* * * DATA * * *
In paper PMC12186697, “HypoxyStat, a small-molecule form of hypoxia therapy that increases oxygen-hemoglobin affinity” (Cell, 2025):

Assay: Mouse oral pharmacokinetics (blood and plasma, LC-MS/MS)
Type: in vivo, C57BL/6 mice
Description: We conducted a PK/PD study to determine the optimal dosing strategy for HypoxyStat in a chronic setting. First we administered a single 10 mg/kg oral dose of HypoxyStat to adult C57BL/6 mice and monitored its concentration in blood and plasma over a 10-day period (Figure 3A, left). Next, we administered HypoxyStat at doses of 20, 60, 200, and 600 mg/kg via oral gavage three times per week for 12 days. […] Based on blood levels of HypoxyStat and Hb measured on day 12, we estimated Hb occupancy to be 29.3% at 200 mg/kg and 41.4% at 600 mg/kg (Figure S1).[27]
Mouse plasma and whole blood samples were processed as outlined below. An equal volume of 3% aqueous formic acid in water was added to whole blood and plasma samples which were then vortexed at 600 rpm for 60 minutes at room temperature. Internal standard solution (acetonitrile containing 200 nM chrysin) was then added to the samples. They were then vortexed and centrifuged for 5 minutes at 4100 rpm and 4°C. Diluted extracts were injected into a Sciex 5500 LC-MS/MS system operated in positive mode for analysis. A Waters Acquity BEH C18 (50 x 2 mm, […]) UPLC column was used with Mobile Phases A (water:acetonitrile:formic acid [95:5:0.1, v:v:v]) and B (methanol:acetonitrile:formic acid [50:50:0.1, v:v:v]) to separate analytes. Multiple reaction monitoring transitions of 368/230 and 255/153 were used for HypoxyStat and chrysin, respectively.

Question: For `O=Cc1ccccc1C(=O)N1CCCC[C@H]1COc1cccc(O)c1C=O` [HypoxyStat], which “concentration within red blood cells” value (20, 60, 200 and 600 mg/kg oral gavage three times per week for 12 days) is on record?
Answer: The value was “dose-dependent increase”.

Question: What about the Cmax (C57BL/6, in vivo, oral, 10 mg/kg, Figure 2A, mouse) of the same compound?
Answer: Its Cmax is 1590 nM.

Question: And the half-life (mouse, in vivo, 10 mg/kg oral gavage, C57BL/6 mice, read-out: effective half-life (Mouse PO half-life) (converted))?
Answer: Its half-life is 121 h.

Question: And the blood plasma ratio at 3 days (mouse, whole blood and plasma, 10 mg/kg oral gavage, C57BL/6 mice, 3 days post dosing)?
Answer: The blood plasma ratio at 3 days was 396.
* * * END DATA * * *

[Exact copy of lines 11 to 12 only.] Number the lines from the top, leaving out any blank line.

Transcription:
Answer: Its half-life is 121 h.

Question: And the blood plasma ratio at 3 days (mouse, whole blood and plasma, 10 mg/kg oral gavage, C57BL/6 mice, 3 days post dosing)?